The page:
The Woman in the Purple Skirt by Natsuko Imamura

Firstly, a huge thank you to Faber & Faber and NetGalley for providing me with a copy of this novel in exchange for an honest review.

Publisher: Faber & Faber
Publication Date:
03/06/2021
Length: 224 pages
Genre:
Translated Fiction | Japanese Fiction | Thriller

CW: mentions of stalking, mentions of abuse

Blackwells.co.uk

The Woman in the Purple Skirt is being watched. Someone is following her, always perched just out of sight, monitoring which buses she takes; what she eats; whom she speaks to. But this invisible observer isn’t a stalker – it’s much more complicated than that.

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Review

I really enjoyed the unique way that this story was told, by being in the perspective of the observer of The Woman in the Purple Skirt (referred to as The Woman in the Yellow Cardigan) we are put into an interesting position. Through this narrative, Imamura excellently builds two very complex characters, even if we only ever see one of them through the lens of another character. I found myself invested in the lives of both The Woman in the Purple Skirt and The Woman in the Yellow Cardigan, as well as concerned for their wellbeing.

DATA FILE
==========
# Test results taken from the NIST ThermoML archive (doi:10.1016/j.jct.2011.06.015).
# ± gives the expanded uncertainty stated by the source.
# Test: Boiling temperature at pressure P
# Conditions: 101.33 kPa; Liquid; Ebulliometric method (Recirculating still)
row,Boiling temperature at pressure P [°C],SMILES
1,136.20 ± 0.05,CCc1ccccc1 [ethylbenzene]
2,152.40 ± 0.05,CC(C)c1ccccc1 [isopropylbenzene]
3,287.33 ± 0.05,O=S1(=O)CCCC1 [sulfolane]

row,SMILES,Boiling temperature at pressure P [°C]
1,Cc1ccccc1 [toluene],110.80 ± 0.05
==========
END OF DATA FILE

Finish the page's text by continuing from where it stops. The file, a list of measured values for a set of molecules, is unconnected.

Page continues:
The obsessive concern that The Woman in the Yellow Cardigan shows towards The Woman in the Purple Skirt causes an atmosphere of unease to run through the novel, we can’t help but question her motives and wonder if there is something more than just the reasons that she gives the reader, or herself, as to why she is trying so hard to ‘help’ this stranger. As the novel continues I found myself questioning more and more of what we were being shown yet, somehow, Imamura still endeared me to The Woman in the Yellow Cardigan and I still couldn’t help but root for her and want the best outcome for both characters.

Although this is a fairly short novel, the pacing is handled very well. We’re given enough time to build up into, what could be considered the ‘main’ plot, to begin to form opinions on both characters. The way that the story progressed felt very natural, these characters felt real especially when we are introduced to a bigger cast and see how the characters all fit into the wider world. It isn’t just the pacing of the story that is well handled but the development of the characters which we witness too. Additionally, it isn’t just the two ‘main’ characters that grow through the course of the novella but the supporting characters too.

Overall, this novella is a brilliantly dark, yet light-hearted, thriller which I highly recommend. The mystery surrounding the characters is gripping and something I’m still piecing together now as I just can’t stop thinking about it. This is a definite must-read!

Rating: 4 out of 5.

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